• Planer (optional, but highly recommended. Construction lumber is known for being rough, twisted, and not always perfectly straight. A quick planing session before getting started can help ensure you’re working with smooth surfaces, free of any cupping.)
  • 6-pack of Bud Light for your neighbor who lent you his planer (you can skip this one if you have your own planer, or keep it on the list and drink it yourself. After hours, of course.)
  • Table saw
  • Miter saw
  • Brad nailer

Building a DIY Herringbone Table Top

Before I cut any of my pieces, I ripped each 2 x 4 down on the table saw to give me a nice, perpendicular surface to adhere the pieces to. I took off approx 1/8-1/4″ from each side, effectively removing the rounding on each side. The goal is to get each 2 x 4 to exactly 3″ wide. Remember to measure EVERY time before you cut, and also remember that a 2 x 4 IS NOT actually 2″ by 4″.
I set the measurement at 3″ to take off the other rounded edge, then I set my saw to 3.25 to take off the first side of the board.

table saw measurement. diy herringbone table top rip downtable saw measurement. diy herringbone table top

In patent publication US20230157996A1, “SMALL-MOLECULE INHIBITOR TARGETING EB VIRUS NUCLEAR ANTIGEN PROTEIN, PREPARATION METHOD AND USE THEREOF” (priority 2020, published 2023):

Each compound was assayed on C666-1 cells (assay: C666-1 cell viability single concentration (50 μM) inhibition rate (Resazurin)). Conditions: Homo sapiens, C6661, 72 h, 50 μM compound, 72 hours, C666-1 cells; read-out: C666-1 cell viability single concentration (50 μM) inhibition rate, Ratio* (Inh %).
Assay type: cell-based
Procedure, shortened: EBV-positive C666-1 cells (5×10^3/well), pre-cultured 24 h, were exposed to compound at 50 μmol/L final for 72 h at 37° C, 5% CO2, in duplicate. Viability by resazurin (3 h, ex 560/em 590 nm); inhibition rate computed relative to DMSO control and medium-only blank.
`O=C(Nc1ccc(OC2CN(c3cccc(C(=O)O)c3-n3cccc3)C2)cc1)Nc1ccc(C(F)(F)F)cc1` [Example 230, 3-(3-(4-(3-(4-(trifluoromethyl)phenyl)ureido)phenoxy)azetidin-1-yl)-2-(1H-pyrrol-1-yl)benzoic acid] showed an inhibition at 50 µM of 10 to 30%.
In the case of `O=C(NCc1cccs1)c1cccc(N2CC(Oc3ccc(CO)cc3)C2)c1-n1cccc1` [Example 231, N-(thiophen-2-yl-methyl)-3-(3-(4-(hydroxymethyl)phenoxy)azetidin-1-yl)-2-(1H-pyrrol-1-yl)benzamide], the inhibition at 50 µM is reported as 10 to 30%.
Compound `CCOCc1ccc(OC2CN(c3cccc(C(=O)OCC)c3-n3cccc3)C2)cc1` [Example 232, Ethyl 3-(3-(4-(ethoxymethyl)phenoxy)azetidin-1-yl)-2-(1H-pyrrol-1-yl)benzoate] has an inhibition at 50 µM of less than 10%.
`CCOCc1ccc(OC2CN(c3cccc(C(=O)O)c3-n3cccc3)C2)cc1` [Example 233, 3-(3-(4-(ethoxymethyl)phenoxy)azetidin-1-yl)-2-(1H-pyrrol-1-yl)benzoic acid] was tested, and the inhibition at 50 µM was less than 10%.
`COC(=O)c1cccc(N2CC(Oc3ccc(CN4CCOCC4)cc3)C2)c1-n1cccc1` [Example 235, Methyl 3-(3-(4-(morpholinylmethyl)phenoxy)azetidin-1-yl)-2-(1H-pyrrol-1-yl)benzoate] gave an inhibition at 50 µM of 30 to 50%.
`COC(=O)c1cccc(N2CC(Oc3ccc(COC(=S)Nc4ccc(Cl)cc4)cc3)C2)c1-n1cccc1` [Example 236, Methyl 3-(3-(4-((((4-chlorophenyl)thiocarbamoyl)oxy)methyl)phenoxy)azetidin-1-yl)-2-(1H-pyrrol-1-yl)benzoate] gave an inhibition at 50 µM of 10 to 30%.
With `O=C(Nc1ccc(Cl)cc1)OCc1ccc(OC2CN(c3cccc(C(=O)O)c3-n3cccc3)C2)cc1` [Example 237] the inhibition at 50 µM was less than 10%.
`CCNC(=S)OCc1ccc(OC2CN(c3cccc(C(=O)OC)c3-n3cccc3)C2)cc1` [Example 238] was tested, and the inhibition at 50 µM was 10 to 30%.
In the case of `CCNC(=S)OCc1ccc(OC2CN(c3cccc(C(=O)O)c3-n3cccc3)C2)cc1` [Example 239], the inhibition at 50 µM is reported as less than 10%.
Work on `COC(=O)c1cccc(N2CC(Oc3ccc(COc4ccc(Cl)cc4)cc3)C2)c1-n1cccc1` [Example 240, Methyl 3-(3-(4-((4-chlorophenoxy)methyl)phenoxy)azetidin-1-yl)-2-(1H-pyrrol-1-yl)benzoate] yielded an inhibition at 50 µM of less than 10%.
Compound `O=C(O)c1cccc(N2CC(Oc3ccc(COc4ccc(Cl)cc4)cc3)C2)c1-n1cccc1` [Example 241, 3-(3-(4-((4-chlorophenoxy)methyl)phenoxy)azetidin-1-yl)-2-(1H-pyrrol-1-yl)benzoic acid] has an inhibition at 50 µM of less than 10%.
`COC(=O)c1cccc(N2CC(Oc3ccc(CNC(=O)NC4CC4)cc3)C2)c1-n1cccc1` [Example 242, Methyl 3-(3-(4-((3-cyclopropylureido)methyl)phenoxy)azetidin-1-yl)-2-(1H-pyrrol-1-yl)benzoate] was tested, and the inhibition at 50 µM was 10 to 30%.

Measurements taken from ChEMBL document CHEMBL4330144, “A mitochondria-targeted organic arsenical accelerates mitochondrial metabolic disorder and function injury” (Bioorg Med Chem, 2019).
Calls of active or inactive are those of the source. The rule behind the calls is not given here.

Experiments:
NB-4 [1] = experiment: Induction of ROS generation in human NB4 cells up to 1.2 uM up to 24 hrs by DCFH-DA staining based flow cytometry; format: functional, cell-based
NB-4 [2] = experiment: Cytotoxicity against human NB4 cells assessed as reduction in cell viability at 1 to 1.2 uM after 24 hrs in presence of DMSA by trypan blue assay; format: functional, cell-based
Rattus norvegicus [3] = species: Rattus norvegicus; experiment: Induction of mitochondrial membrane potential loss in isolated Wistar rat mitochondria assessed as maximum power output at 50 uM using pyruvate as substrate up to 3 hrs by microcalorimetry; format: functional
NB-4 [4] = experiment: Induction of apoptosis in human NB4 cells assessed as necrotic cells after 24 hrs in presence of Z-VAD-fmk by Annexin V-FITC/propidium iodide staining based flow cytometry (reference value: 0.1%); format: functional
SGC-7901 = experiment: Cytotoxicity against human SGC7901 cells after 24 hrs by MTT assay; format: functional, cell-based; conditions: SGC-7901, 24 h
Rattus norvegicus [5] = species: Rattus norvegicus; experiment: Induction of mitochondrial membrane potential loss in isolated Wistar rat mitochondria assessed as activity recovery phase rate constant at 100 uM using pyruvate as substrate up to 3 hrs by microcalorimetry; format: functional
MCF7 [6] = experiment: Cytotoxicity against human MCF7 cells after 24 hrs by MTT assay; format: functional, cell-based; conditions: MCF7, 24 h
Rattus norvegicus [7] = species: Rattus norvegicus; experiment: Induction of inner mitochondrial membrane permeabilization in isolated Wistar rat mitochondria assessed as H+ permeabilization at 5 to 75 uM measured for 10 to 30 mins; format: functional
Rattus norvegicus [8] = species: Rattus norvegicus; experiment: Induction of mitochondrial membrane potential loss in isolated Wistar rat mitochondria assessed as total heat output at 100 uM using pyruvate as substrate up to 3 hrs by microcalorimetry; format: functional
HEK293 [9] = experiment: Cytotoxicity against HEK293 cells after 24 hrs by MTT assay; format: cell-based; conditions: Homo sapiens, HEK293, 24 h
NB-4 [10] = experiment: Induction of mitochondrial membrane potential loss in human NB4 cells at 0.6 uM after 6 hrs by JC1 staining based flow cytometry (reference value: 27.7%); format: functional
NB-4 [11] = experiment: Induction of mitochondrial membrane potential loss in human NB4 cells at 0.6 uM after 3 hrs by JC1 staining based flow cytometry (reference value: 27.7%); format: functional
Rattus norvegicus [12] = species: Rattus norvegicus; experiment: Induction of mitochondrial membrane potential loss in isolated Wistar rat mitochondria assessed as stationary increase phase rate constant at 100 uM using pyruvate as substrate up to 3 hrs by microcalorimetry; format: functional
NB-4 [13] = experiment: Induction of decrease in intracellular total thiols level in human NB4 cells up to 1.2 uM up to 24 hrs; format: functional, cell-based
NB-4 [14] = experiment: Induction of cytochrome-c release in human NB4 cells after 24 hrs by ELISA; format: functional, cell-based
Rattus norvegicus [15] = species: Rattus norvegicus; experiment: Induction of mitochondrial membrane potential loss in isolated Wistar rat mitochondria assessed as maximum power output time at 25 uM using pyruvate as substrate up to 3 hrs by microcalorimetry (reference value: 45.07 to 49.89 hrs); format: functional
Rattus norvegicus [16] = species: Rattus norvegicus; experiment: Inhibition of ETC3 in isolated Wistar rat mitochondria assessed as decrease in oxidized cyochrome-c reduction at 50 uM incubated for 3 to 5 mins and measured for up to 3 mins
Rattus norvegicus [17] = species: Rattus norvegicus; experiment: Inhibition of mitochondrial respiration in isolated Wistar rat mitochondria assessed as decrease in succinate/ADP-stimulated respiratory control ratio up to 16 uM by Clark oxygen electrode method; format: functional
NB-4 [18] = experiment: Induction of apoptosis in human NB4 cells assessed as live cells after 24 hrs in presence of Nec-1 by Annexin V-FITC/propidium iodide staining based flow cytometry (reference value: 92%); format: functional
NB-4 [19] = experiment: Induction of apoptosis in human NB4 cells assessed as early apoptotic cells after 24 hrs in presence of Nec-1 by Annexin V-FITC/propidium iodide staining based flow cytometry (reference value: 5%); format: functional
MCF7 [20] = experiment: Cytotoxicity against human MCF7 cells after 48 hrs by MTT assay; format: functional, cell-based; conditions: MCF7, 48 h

*For a quick reference on lumber dimensions, check out the handy chart I made with actual lumber dimensions.

Once I had all of my 2 x 4’s ripped down to 3″ wide, I ran each one through the planer on each side to make sure that every board was exactly the same width and to make sure I had a nice smooth top.

After I was done with that, I cut each board down to 6″ lengths on my miter saw. This took a long time and in hindsight, I wish I had set up a stop block to cut down on time spent measuring AND to ensure exact and complete accuracy with each cut. If I had a crosscut sled, I would have done these cuts on my table saw also, again, to ensure accuracy.

Once you’ve cut your billionth 6″ piece, take a little sandpaper to each block to remove any splinters from cutting. Cheap pine is notorious for making messy cuts, and honestly, the state of my miter saw blade probably didn’t help matters much. Luckily, I had two willing helpers for this step. I paid them each a nickel per block, so I’d say it worked out in my favor.